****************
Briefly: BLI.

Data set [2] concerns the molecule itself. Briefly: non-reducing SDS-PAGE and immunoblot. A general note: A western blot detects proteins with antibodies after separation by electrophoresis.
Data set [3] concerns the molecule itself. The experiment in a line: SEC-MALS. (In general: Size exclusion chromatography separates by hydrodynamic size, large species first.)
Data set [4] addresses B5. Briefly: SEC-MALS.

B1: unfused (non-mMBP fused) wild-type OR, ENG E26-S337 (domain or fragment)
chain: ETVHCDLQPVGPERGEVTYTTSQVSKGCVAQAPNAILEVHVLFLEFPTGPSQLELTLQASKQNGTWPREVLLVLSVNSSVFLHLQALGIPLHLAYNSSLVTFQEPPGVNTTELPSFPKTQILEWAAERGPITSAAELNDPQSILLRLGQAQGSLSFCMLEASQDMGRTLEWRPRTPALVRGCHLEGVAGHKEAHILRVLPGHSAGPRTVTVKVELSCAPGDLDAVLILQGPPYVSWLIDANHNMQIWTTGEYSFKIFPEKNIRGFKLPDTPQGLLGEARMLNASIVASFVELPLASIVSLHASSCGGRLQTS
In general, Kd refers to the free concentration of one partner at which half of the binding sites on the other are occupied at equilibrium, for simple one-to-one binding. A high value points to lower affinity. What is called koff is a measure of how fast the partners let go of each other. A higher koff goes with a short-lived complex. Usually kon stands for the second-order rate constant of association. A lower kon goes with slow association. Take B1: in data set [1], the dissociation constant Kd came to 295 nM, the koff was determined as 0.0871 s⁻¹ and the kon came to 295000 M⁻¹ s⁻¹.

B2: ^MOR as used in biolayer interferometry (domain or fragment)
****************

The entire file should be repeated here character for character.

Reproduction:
Briefly: BLI.

Data set [2] concerns the molecule itself. Briefly: non-reducing SDS-PAGE and immunoblot. A general note: A western blot detects proteins with antibodies after separation by electrophoresis.
Data set [3] concerns the molecule itself. The experiment in a line: SEC-MALS. (In general: Size exclusion chromatography separates by hydrodynamic size, large species first.)
Data set [4] addresses B5. Briefly: SEC-MALS.

B1: unfused (non-mMBP fused) wild-type OR, ENG E26-S337 (domain or fragment)
chain: ETVHCDLQPVGPERGEVTYTTSQVSKGCVAQAPNAILEVHVLFLEFPTGPSQLELTLQASKQNGTWPREVLLVLSVNSSVFLHLQALGIPLHLAYNSSLVTFQEPPGVNTTELPSFPKTQILEWAAERGPITSAAELNDPQSILLRLGQAQGSLSFCMLEASQDMGRTLEWRPRTPALVRGCHLEGVAGHKEAHILRVLPGHSAGPRTVTVKVELSCAPGDLDAVLILQGPPYVSWLIDANHNMQIWTTGEYSFKIFPEKNIRGFKLPDTPQGLLGEARMLNASIVASFVELPLASIVSLHASSCGGRLQTS
In general, Kd refers to the free concentration of one partner at which half of the binding sites on the other are occupied at equilibrium, for simple one-to-one binding. A high value points to lower affinity. What is called koff is a measure of how fast the partners let go of each other. A higher koff goes with a short-lived complex. Usually kon stands for the second-order rate constant of association. A lower kon goes with slow association. Take B1: in data set [1], the dissociation constant Kd came to 295 nM, the koff was determined as 0.0871 s⁻¹ and the kon came to 295000 M⁻¹ s⁻¹.

B2: ^MOR as used in biolayer interferometry (domain or fragment)